The assassination had been plotted by the Croat extremist Ante Pavelić and by Ivan Mihailov, the Bulgarian head of the IMRO (Internal Macedonian Revolutionary Organisation), according to the Geneva inquiry into the assassination.
Understandably, the Yugoslav government's anger was directed towards the Italians and Hungarians for harbouring the Ustaša, but it was not to be a lasting anger because of the actions of both the Italians and Hungarians in the following months and years.
The expected reaction to the death of the unifying leader of Yugoslavia could have been social disorder and political unrest. However, the initial reaction to the assassination in political and social terms was unreservedly positive. Instead of breaking up after its leader's death, Yugoslavia appeared more united than ever since 1918, if only until kt was invaded in April 1941 by the Axis powers. A report of Alexander's alleged last words, "Preserve Yugoslavia", inspired patriotic fervour, which would ensure attempts to continue his political testament. The assassination thus had the opposite effect to the one intended by the perpetrators, Ivan Mihailov of the IMRO (Internal Macedonian Revolutionary Organisation) and Ante Pavelić of the Ustaša organization.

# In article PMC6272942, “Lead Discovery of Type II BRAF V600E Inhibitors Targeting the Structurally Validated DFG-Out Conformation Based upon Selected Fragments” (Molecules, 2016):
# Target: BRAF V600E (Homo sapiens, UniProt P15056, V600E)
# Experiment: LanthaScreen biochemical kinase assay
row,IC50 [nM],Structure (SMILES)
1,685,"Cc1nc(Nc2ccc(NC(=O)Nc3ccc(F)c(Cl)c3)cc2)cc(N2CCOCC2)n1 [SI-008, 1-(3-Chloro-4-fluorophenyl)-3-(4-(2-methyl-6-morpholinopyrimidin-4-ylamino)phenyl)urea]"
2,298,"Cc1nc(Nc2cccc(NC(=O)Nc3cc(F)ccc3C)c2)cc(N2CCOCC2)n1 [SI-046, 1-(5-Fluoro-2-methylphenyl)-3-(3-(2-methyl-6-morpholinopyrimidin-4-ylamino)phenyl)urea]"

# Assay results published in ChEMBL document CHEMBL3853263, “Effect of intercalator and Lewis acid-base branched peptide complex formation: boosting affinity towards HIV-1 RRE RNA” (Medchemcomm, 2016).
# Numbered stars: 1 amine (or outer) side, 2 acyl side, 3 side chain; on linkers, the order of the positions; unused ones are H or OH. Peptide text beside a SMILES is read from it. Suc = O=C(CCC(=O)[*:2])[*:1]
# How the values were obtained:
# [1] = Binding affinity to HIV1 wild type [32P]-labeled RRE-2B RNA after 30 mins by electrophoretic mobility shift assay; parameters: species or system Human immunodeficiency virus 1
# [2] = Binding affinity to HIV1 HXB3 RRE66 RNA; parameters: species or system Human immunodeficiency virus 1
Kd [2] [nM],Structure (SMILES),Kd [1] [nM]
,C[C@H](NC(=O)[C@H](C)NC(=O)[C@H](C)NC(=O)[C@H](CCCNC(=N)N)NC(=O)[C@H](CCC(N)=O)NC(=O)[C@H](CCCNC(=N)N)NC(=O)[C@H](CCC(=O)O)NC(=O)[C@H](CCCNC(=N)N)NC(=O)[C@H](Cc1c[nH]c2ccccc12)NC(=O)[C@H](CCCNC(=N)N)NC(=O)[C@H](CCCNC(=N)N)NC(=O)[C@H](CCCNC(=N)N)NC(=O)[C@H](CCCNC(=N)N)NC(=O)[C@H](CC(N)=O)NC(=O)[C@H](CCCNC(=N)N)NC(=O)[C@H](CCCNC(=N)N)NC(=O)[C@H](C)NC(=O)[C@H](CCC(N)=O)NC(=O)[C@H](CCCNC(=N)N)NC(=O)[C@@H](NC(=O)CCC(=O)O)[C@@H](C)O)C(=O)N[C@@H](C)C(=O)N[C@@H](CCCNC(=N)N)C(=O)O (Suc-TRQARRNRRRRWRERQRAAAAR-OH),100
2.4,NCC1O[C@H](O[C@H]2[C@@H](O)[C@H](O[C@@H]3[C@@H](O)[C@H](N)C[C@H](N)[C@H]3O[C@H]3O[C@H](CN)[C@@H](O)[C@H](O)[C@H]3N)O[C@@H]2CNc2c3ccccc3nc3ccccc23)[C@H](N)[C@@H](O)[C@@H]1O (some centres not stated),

Prince Paul submitted to the fascist pressure and signed the Tripartite Pact in Vienna on 25 March 1941 but still hoped to still keep Yugoslavia out of the war. That was at the expense of popular support for Paul's regency. Senior military officers were also opposed to the treaty and launched a coup d'état when the king returned on 27 March. Army General Dušan Simović seized power, arrested the Vienna delegation, exiled Paul and ended the regency, giving King Peter full powers at 17. Jevtić was named Minister of Transportation from 27 March 1941.
Hitler decided to attack Yugoslavia on 6 April 1941, followed immediately by an invasion of Greece, where Mussolini had previously been repelled.
During and after World War II, Jevtić, in exile along with the rest of the ministers, continued to engage in activities against the Communists in Yugoslavia.
He died in Paris on 7 June 1960, at 73.
Translated and adapted from Serbian Wikipedia: Богољуб Јевтић
|Prime Minister of Yugoslavia
|Wikimedia Commons has media related to Category:Bogoljub Jevtić.|
|This page uses Creative Commons Licensed content from Wikipedia (view authors).|